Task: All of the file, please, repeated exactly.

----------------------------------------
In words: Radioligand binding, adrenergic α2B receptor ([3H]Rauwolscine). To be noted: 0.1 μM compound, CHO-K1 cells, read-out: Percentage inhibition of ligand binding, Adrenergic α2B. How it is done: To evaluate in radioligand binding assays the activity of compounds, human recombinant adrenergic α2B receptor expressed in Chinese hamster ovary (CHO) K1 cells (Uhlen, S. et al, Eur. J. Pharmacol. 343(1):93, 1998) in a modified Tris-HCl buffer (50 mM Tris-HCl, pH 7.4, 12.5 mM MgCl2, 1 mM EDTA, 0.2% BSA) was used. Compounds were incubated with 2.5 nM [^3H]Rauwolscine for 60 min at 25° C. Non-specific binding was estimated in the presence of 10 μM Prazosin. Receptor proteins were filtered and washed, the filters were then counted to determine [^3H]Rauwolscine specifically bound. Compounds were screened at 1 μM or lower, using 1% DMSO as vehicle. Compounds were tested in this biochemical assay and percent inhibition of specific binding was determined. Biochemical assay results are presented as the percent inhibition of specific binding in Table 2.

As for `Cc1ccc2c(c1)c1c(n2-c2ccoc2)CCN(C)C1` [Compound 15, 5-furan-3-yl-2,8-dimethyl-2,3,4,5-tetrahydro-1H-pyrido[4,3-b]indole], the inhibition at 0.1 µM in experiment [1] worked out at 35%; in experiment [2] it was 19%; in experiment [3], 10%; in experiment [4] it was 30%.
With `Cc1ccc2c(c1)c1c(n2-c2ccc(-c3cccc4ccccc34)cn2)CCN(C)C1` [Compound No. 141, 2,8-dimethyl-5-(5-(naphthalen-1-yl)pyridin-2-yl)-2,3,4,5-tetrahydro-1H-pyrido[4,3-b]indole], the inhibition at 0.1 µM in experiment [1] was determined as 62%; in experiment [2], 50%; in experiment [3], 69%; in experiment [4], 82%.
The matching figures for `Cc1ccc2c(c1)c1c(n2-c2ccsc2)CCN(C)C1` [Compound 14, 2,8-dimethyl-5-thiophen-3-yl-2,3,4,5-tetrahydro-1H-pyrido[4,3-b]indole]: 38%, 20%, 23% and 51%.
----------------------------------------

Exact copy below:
In words: Radioligand binding, adrenergic α2B receptor ([3H]Rauwolscine). To be noted: 0.1 μM compound, CHO-K1 cells, read-out: Percentage inhibition of ligand binding, Adrenergic α2B. How it is done: To evaluate in radioligand binding assays the activity of compounds, human recombinant adrenergic α2B receptor expressed in Chinese hamster ovary (CHO) K1 cells (Uhlen, S. et al, Eur. J. Pharmacol. 343(1):93, 1998) in a modified Tris-HCl buffer (50 mM Tris-HCl, pH 7.4, 12.5 mM MgCl2, 1 mM EDTA, 0.2% BSA) was used. Compounds were incubated with 2.5 nM [^3H]Rauwolscine for 60 min at 25° C. Non-specific binding was estimated in the presence of 10 μM Prazosin. Receptor proteins were filtered and washed, the filters were then counted to determine [^3H]Rauwolscine specifically bound. Compounds were screened at 1 μM or lower, using 1% DMSO as vehicle. Compounds were tested in this biochemical assay and percent inhibition of specific binding was determined. Biochemical assay results are presented as the percent inhibition of specific binding in Table 2.

As for `Cc1ccc2c(c1)c1c(n2-c2ccoc2)CCN(C)C1` [Compound 15, 5-furan-3-yl-2,8-dimethyl-2,3,4,5-tetrahydro-1H-pyrido[4,3-b]indole], the inhibition at 0.1 µM in experiment [1] worked out at 35%; in experiment [2] it was 19%; in experiment [3], 10%; in experiment [4] it was 30%.
With `Cc1ccc2c(c1)c1c(n2-c2ccc(-c3cccc4ccccc34)cn2)CCN(C)C1` [Compound No. 141, 2,8-dimethyl-5-(5-(naphthalen-1-yl)pyridin-2-yl)-2,3,4,5-tetrahydro-1H-pyrido[4,3-b]indole], the inhibition at 0.1 µM in experiment [1] was determined as 62%; in experiment [2], 50%; in experiment [3], 69%; in experiment [4], 82%.
The matching figures for `Cc1ccc2c(c1)c1c(n2-c2ccsc2)CCN(C)C1` [Compound 14, 2,8-dimethyl-5-thiophen-3-yl-2,3,4,5-tetrahydro-1H-pyrido[4,3-b]indole]: 38%, 20%, 23% and 51%.